Yahoo Finance’s Myles Udland, Julie Hyman, and Brian Sozzi discuss how investors should be managing their portfolios amid COVID-19 with Patrick Fruzzetti, Managing Director and Senior Research Analyst at The Rosenau Group of Hightower Advisories.
JULIE HYMAN: So let's talk about what you, the individual investor, should be doing with their money going into the end of the year. Joining us is Patrick Fruzzetti. He is Managing Director and Senior Research Analyst at the Rosenau Group at Hightower Advisories. He's joining us as part of our FA Corner. And so Patrick, as you look at the landscape here, what are you hearing from clients? What is sort of their top worry as we head into the end of the year and going into 2021?
PATRICK FRUZZETTI: Well, look, the biggest thing is that there's still some political risk out there, right. You know, we have a Georgia runoff, and it's obviously going to be a meaningful election, because it determines whether potentially there is a blue sweep. And that could have an impact on taxes, and could have a broader impact on the market.
MYLES UDLAND: You know Patrick, right now, a lot of the guests that we're talking to are discussing the rotation trade, right, the move into value, into cyclicals, out of growth. What's your view on this, and how much does that rotation or trade matter for someone thinking longer term about where their financial health is at?
PATRICK FRUZZETTI: Yeah, sure, so look a rotation is certainly developed. Value has outperformed their growth brethren of late after underperformance this year and even longer than that. And it's on the hopefulness of the vaccine, which we hope all comes to fruition and helps us to reopen the economy. But I think it's a little bit more broader than that, which is why I think it's really a trend and not just a trade. You know, I think you really have to look to the weaker US dollar, which we think for the foreseeable future will continue to be weak.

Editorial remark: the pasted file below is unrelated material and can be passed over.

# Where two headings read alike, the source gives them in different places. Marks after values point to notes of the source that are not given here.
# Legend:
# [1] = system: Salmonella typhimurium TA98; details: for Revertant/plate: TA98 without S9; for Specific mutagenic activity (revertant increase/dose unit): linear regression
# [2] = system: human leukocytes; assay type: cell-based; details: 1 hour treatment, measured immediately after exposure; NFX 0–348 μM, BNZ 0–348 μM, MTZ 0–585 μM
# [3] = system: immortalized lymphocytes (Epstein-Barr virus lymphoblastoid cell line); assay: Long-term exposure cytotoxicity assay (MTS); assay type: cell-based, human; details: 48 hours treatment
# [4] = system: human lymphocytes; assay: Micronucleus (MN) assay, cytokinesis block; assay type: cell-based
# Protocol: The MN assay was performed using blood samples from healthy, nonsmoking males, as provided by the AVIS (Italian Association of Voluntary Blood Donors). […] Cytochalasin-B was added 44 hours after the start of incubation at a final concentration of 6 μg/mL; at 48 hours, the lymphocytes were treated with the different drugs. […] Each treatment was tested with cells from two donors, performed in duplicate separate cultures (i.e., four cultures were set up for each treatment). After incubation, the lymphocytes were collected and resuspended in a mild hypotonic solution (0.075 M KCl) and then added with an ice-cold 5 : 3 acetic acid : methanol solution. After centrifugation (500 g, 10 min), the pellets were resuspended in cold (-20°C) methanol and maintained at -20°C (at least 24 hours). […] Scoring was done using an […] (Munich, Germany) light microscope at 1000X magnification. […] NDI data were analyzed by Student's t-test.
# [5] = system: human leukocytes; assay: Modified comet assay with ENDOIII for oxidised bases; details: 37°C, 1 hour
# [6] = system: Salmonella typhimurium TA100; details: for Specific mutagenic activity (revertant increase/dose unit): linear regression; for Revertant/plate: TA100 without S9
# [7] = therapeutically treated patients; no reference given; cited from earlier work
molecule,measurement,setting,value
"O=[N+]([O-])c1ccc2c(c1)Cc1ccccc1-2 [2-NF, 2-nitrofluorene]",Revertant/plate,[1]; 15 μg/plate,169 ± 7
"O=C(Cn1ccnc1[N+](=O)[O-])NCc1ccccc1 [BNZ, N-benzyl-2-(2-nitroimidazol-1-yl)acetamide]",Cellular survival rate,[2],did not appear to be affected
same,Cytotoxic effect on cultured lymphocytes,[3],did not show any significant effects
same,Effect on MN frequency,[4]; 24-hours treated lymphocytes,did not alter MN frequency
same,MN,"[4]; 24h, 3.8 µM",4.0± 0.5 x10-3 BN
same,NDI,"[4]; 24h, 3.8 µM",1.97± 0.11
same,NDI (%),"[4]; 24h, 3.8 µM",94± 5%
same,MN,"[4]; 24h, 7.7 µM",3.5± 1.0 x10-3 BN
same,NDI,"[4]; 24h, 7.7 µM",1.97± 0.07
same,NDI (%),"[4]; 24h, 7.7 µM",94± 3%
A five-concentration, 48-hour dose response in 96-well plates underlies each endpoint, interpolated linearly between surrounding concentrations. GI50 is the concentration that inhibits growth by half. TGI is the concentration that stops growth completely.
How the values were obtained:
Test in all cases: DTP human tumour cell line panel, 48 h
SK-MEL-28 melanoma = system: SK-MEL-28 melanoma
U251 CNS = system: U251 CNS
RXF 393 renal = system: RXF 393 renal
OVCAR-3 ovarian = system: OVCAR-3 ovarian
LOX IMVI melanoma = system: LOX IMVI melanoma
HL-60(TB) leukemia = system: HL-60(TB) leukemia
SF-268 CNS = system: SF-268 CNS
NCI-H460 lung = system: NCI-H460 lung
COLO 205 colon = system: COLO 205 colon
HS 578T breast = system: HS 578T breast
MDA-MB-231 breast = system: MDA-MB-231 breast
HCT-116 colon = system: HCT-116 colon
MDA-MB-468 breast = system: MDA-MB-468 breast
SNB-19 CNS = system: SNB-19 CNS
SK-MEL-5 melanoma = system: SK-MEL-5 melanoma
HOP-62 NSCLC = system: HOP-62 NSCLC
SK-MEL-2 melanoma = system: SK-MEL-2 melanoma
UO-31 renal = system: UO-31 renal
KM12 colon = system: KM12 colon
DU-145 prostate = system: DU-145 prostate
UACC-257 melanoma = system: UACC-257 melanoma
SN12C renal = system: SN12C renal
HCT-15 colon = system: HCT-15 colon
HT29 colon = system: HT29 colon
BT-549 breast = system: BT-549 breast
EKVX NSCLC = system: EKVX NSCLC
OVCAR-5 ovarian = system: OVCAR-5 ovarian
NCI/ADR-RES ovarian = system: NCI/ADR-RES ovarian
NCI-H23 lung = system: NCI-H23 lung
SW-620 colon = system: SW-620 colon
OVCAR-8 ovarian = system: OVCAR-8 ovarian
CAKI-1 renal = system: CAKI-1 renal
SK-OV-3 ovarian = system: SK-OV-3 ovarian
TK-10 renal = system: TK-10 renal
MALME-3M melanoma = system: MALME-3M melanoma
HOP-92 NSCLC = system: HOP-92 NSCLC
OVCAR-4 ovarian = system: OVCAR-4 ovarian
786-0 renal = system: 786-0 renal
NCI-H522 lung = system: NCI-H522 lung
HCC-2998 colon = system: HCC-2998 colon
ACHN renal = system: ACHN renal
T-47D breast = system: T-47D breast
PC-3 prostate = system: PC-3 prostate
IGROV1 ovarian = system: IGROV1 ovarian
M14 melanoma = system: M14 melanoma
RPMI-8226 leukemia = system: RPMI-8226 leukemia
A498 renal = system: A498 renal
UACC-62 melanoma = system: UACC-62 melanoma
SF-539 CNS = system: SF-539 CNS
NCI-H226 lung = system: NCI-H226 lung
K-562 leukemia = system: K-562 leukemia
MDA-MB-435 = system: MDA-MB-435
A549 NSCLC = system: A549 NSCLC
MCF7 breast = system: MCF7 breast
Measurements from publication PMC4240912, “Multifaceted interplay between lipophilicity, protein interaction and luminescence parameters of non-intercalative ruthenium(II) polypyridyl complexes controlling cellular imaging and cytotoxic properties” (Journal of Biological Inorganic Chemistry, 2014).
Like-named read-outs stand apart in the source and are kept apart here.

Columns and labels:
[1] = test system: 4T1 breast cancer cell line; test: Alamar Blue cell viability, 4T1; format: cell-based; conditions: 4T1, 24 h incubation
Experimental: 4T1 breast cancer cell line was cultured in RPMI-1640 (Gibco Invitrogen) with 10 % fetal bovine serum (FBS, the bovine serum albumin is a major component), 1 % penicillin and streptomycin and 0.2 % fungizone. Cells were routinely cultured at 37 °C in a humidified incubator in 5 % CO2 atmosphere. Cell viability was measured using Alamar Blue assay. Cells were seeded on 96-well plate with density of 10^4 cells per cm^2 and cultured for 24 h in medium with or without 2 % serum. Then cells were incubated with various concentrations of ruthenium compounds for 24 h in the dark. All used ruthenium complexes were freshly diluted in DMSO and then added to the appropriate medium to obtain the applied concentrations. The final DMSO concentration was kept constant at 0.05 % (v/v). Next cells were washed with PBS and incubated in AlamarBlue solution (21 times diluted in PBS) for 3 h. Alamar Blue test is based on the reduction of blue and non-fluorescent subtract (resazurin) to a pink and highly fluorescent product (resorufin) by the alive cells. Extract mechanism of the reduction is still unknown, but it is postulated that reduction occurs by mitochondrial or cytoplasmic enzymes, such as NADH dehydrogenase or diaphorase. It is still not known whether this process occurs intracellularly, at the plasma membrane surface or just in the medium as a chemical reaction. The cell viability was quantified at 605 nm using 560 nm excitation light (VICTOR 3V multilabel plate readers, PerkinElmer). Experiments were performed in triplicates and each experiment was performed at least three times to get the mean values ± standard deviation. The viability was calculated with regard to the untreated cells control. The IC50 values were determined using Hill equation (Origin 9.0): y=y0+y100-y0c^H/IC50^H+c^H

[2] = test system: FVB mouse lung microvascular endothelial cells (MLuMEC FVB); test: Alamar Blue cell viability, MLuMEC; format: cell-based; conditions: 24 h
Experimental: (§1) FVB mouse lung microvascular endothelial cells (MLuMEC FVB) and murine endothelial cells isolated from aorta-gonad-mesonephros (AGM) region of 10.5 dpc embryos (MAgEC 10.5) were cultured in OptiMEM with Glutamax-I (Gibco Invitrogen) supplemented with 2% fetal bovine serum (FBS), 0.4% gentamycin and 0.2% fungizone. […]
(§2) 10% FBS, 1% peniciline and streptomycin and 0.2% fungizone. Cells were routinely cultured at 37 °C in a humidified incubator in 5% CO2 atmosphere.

And when I say a weak dollar, I mean relative to the Chinese renminbi, right, because China at the end of the day is still one of the most important, efficient, manufacturers out there. And a weak renminbi would make China much more competitive, because it applies deflationary pressure around the world. But the renminbi has been in one of their strongest periods in over a decade. It's been such a sharp move. And so a stronger Renminbi really makes global manufacturers-- allows their margins to expand a bit.
I mean, you were speaking to Jim Weber, Brooks Running CEO, earlier, and that would certainly help his margins, I think. And so at the end of the day, a weak renminbi would be good for bonds and a strong renminbi, I think, is good for cyclicals and good for value stocks. At the end of the day, there's a mean reversion in the market. And I think where we're continued on that path.
BRIAN SOZZI: What would it be good, Patrick, certainly is higher corporate taxes. And you had President-elect Biden in a New York Times interview this week say, he's open to bringing back the corporate tax rate to 39.6%. Should that happen within the next two years? How do you think the market will deal with that?
PATRICK FRUZZETTI: Yeah, I know, it's a great question. I appreciate that. As I mentioned, this Georgia runoff election is important, because I don't think the market's discounting a blue sweep. And if corporate taxes go up, I think based on Biden's plan most estimates for earnings per share are a negative impact, just next year, of 9% or 10%. And so that's obviously a significant impact.
Not to mention, I think the broader effect is you could have significant stimulus, which could potentially allow the Fed to lose control of the bond market. And I think that could also then spillover to the equity market. So there would certainly be potential volatility under those scenarios.
JULIE HYMAN: Definitely some minds to watch out for. Patrick Rossetti, thank you so much, Managing Director, Senior Research Analyst, at the Rosenau Group at Hightower Advisories. He was joining us as part of our FA Corner sponsored by PIMCO. Thanks so much, Patrick.
PATRICK FRUZZETTI: Thank you.